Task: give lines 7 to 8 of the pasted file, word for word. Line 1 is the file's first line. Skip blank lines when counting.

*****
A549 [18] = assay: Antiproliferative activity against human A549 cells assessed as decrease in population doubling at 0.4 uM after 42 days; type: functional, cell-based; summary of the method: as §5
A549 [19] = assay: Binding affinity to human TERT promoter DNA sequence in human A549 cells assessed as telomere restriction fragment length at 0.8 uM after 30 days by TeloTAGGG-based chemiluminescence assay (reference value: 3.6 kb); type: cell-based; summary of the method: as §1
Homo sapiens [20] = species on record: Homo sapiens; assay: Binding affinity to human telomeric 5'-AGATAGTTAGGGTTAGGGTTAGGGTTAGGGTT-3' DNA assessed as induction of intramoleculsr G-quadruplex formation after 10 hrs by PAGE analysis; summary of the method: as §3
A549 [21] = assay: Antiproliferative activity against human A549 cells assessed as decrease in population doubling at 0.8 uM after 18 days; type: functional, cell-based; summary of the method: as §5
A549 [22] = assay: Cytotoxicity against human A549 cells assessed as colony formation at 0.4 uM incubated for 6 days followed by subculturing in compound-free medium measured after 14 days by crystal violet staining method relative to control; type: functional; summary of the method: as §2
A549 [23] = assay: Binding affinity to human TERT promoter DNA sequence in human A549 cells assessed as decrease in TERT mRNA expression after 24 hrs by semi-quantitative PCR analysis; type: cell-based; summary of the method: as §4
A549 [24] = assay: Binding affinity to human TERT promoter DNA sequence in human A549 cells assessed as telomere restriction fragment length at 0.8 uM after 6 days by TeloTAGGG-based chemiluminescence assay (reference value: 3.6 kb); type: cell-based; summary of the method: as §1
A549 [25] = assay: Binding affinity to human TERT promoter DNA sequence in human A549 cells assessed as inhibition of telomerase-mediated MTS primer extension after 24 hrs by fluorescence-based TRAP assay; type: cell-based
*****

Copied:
A549 [24] = assay: Binding affinity to human TERT promoter DNA sequence in human A549 cells assessed as telomere restriction fragment length at 0.8 uM after 6 days by TeloTAGGG-based chemiluminescence assay (reference value: 3.6 kb); type: cell-based; summary of the method: as §1
A549 [25] = assay: Binding affinity to human TERT promoter DNA sequence in human A549 cells assessed as inhibition of telomerase-mediated MTS primer extension after 24 hrs by fluorescence-based TRAP assay; type: cell-based